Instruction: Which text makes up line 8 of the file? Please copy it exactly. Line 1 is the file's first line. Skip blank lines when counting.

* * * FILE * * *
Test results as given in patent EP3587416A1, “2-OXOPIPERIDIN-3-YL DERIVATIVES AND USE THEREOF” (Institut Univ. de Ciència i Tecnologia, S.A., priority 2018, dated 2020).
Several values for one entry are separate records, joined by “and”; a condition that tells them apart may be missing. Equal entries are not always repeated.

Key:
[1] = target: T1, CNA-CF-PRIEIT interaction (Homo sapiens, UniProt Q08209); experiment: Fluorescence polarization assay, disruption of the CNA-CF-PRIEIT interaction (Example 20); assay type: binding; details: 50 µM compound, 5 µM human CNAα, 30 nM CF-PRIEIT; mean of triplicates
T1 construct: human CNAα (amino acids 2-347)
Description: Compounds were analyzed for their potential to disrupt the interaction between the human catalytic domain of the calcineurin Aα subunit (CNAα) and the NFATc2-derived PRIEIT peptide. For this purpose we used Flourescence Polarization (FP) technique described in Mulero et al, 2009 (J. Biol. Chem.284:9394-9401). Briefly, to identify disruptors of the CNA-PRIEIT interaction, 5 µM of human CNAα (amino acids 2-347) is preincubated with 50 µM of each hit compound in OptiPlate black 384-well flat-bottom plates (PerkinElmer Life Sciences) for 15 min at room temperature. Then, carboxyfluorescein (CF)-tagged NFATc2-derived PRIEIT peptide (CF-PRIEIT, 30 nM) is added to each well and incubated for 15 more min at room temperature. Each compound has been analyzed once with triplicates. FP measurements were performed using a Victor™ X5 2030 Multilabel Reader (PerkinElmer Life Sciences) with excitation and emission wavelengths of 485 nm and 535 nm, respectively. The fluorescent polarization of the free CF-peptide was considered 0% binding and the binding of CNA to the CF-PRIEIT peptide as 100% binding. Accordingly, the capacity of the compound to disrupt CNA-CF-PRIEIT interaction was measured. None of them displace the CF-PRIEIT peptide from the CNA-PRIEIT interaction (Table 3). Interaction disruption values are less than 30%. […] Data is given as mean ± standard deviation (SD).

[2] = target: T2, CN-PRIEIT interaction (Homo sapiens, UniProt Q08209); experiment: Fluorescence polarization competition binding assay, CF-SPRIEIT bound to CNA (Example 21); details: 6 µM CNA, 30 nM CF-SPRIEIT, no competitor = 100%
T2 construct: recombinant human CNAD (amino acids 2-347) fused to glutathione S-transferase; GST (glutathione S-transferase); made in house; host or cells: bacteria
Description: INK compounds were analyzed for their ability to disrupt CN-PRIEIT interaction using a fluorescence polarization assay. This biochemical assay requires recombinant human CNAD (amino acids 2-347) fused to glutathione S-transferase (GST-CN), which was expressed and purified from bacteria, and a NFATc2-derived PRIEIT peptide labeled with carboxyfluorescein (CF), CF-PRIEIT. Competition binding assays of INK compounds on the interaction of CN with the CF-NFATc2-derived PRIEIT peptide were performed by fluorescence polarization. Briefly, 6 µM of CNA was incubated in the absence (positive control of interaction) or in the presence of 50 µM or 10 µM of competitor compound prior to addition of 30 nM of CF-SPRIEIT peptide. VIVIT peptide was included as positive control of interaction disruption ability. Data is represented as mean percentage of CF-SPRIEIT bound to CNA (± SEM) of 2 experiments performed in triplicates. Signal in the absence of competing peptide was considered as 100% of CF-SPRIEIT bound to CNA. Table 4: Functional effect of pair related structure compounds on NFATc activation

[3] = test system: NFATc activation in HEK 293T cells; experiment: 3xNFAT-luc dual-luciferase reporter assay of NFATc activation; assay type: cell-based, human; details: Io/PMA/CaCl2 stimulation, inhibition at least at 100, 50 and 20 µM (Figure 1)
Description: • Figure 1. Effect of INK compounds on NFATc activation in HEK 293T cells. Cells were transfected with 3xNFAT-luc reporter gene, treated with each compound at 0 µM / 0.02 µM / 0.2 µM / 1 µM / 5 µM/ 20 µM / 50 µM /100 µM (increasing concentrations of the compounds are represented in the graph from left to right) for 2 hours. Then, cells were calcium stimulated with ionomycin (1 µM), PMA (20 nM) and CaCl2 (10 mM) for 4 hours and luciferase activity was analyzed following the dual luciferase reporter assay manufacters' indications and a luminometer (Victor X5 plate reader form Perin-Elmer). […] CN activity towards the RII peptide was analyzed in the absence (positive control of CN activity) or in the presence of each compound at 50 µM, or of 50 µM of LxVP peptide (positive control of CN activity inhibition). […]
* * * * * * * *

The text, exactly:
T2 construct: recombinant human CNAD (amino acids 2-347) fused to glutathione S-transferase; GST (glutathione S-transferase); made in house; host or cells: bacteria